The difficulty lawmakers are encountering in their effort to combat persecution is a microcosm of the confusion surrounding the issue in the country at large. Although evidence of religious persecution is overwhelming, it frequently has been overlooked by Americans, who enjoy religious freedom at home.

According to reports compiled by the State Department, religious groups and some secular human rights organizations, persecution is a growing scourge.

"Followers of all of the world's major religions--Christians, Hindus, Muslims, Jews, Buddhists, Bahais and others--are currently discriminated against, harassed, detained, tortured and killed," reported the State Department's Advisory Committee on Religious Discrimination Abroad earlier this year.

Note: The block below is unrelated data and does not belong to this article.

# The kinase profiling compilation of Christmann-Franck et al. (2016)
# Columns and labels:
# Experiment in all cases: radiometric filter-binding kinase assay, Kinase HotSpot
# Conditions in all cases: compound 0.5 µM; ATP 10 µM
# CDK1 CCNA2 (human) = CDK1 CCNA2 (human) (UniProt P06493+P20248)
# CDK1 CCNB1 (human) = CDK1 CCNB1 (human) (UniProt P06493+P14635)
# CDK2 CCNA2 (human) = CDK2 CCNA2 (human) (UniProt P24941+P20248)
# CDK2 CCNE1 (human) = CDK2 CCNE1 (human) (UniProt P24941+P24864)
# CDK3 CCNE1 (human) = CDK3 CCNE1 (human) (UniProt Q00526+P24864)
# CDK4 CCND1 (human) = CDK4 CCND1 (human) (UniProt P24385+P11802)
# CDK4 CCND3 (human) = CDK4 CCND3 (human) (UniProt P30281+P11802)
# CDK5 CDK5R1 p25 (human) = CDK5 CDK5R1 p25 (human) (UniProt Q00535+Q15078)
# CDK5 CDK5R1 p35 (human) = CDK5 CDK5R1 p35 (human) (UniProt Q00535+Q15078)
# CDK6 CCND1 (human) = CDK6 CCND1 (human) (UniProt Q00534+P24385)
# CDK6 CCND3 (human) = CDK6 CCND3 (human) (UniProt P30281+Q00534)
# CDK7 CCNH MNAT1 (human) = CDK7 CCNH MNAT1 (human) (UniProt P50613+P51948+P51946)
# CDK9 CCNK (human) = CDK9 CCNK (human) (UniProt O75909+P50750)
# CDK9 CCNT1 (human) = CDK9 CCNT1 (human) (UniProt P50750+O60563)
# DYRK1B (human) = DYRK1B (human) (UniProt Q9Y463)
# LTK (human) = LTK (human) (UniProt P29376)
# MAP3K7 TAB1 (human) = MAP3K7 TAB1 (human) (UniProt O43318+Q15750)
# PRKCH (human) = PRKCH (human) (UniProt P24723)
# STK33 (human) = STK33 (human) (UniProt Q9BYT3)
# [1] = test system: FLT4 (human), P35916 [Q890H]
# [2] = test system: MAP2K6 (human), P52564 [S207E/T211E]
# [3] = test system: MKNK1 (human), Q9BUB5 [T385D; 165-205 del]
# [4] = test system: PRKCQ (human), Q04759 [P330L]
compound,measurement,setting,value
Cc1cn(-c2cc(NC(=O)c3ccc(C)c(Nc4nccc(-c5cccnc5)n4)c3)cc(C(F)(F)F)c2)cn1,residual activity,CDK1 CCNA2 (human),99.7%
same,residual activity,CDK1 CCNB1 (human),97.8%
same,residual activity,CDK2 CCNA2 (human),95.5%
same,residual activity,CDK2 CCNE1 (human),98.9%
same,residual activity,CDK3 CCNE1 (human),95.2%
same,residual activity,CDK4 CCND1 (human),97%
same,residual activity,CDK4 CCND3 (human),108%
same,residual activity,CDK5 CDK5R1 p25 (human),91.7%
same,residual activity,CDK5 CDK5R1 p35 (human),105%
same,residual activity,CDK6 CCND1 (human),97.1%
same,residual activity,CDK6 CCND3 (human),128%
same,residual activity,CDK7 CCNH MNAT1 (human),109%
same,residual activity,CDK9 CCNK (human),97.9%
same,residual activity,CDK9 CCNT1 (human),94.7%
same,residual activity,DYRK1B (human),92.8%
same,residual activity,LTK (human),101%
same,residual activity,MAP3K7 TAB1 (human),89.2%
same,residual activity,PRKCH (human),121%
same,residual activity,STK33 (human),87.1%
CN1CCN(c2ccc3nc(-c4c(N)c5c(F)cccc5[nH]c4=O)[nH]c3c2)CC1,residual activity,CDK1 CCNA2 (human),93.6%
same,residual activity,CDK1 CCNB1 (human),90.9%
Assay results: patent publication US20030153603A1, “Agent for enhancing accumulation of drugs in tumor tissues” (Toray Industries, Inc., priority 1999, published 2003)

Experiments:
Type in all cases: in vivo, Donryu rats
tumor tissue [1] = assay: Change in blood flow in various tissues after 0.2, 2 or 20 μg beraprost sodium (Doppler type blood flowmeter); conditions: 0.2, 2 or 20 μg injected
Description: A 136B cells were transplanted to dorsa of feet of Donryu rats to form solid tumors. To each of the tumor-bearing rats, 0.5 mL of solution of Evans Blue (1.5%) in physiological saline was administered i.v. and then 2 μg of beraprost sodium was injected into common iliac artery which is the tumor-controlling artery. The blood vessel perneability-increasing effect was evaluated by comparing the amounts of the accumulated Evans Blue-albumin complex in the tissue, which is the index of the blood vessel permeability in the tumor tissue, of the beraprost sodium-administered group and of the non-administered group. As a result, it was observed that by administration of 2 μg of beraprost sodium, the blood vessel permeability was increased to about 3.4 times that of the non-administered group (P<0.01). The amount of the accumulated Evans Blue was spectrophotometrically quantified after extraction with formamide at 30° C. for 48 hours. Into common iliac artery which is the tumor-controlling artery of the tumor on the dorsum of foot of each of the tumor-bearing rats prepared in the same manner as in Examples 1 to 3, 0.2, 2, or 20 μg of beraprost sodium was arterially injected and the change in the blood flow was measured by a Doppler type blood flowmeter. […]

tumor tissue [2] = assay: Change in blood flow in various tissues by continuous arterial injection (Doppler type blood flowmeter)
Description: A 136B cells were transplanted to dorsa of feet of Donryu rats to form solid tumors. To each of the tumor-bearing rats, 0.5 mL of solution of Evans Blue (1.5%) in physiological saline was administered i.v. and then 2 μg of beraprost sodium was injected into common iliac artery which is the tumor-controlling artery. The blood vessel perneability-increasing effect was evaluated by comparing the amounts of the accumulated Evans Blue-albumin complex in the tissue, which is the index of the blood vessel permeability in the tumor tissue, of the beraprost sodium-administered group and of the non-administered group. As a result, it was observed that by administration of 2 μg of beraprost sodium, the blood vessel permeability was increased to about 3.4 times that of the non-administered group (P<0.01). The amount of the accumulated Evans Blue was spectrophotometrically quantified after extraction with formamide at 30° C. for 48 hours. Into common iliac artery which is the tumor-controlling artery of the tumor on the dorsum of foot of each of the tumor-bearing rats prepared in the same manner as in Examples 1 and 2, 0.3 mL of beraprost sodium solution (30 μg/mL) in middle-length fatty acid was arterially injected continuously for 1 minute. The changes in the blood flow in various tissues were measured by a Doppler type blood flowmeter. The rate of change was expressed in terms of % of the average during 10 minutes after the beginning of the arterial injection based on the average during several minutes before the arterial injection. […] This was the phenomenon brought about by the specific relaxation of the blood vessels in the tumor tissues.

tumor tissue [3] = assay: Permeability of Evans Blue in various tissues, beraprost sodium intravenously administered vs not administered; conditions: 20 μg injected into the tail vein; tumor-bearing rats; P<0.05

Although the martyrs come in all faiths, Christians are the most frequent victims, according to numerous nongovernmental assessments. With 1.9 billion adherents, Christianity is the world's largest religion, so, statistically, it is the biggest target. Many Christians live as minorities in Third World countries where another religion is dominant.

Fundamentalist groups, led by the Christian Coalition, have mounted a campaign to overcome public apathy and sensitize Americans to the plight of Christian martyrs around the world. The effort initially was greeted by skepticism from liberal religious groups, secular human rights organizations, business associations and the administration.